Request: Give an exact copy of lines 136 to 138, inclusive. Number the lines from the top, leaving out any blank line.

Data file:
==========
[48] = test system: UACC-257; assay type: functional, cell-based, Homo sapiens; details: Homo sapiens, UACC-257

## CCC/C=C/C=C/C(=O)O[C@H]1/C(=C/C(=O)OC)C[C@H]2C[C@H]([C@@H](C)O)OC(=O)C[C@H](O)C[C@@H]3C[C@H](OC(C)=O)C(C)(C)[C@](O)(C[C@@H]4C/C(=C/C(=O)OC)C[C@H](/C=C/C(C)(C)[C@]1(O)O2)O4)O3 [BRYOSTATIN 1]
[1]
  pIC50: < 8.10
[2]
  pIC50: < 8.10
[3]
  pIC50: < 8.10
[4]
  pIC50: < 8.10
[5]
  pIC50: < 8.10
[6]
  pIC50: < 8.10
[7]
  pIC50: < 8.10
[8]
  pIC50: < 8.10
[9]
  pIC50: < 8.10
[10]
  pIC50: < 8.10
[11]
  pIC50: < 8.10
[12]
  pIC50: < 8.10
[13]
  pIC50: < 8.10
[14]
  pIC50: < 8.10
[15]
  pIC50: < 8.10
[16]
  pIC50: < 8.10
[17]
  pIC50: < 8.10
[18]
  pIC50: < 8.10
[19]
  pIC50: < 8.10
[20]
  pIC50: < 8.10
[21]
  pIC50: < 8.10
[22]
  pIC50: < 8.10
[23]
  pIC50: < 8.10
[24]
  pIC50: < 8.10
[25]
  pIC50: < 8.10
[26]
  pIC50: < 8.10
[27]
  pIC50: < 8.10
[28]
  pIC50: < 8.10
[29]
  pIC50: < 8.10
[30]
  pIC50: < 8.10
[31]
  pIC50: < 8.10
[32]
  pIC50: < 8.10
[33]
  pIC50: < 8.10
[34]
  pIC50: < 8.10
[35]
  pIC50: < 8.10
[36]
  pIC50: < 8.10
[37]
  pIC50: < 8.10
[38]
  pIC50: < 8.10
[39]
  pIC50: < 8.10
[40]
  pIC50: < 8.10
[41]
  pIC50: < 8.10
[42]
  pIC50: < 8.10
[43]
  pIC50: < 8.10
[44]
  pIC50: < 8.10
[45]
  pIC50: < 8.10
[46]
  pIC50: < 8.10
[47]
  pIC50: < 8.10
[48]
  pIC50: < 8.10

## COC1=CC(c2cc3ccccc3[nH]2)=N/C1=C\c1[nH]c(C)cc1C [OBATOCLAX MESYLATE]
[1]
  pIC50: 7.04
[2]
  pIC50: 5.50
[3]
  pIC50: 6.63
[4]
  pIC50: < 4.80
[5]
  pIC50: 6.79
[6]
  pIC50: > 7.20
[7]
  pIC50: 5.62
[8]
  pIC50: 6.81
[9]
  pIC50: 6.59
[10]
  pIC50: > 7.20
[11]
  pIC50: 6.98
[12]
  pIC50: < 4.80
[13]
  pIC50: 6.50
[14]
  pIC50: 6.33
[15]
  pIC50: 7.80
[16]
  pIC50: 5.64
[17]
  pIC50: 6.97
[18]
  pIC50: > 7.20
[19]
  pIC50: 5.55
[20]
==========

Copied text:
[19]
  pIC50: 5.55
[20]